It was another case of a theoretically good idea, which has turned out to be highly problematic in reality.
Wild boars were imported to the western province of Saskatchewan in the late 1980’s to early 90’s as part of an agricultural diversification programme. The idea was to commercialize the animals as exotic meat.
However, the wild boars are intelligent animals, and strong, and many escaped. Apparently as some producers found market conditions difficult, they simply let the animals go free.
The trouble is that the wild European and Asian boar against expectations that they couldn’t survive the frigid Canadian winters, have instead shown that they have adapted very well to Saskatchewan conditions and multiplied rapidly. Indeed wild boars have become problematic in several provinces across Canada from British Columbia to Quebec although Saskatchewan seems to be particularly affected.
Brian Keating, a wildlife columnist for the Canadian Broadcasting Corporation in Saskatchewan has called the growing boar problem “an ecological trainwreck” because of their damage to the environment and other animals.
With the ability to produce two and sometimes three litters of about six piglets each, the numbers and range of the animals has grown dramatically. One expert says soon the feral pig population will outnumber the approximately 1. 1 million residents in the province.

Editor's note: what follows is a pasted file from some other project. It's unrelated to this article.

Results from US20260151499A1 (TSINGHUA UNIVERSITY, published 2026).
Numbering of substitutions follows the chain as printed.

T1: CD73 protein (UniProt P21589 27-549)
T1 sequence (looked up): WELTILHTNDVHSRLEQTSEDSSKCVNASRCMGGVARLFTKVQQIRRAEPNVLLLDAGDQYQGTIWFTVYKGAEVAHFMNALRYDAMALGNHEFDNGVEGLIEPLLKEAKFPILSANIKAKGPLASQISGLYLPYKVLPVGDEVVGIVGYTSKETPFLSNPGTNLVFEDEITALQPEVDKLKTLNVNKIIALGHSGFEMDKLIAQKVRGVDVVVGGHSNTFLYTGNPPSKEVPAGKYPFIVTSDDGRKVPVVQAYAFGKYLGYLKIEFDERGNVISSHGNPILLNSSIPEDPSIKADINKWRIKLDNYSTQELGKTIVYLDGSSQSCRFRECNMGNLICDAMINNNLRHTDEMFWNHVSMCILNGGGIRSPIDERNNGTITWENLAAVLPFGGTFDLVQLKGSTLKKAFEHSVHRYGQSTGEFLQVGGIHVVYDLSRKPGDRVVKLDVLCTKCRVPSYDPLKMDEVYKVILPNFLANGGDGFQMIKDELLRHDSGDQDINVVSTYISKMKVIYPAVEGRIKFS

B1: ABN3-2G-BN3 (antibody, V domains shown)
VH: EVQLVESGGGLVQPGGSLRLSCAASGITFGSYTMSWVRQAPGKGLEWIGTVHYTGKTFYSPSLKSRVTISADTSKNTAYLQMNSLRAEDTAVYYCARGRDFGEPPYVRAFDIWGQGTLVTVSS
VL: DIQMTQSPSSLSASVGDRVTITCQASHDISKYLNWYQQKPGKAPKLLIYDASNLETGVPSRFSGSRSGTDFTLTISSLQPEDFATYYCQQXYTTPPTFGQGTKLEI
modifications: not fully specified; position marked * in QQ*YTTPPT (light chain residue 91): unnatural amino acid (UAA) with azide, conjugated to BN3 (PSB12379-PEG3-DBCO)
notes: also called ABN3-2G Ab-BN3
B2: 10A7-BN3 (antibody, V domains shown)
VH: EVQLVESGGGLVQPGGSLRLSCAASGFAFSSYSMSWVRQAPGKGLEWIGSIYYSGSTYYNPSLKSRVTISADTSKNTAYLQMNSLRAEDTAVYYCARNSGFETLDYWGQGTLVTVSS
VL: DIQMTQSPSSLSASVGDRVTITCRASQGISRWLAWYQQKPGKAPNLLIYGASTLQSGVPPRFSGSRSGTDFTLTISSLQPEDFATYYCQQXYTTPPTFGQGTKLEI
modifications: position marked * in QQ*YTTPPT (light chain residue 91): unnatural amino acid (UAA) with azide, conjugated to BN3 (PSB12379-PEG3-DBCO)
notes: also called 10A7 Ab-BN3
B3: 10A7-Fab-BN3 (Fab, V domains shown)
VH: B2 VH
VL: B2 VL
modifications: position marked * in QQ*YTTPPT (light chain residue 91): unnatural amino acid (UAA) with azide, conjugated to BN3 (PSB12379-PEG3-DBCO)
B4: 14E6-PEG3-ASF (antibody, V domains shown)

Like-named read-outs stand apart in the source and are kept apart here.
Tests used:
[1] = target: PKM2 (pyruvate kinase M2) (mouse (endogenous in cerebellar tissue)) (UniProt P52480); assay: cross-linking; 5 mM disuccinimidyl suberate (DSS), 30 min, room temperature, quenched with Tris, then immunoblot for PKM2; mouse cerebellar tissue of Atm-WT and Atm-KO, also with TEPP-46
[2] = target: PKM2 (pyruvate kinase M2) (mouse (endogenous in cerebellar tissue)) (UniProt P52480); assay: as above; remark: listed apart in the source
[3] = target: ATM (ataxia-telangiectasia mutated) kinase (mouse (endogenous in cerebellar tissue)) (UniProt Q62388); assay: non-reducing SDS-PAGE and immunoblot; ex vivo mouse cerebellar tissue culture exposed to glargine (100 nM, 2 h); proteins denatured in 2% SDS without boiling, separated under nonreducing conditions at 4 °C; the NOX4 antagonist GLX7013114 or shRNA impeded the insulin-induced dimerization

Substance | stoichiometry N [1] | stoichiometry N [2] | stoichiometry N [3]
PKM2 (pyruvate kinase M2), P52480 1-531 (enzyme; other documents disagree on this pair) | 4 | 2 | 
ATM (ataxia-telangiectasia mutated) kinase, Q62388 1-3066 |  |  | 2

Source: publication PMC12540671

In addition to significant damage to crops such as wheat, corn, and oats, the presence of boar urine and feces on grazing areas scares cattle from returning to that area. As they are omnivores, they also eat songbird and duck eggs. They can spread disease to other animals, including domestic pigs, and can be a threat to humans.
To cope, the province declared they were not game animals but pests and as such could be hunted without a licence.
The problem also stretches to Alberta where a $50 bounty was begun in 2008. Although there have been 1,000 confirmed kills, the province ended the bounty in March of this year in an admission of defeat, although it appears the numbers there may be decreasing.
Experts and hunters say the animals quickly learn and killing one or two in a pack does nothing to stop their spread as the rest will disperse into other areas. If they notice that daylight is too dangerous because of hunters, they will become nocturnal.
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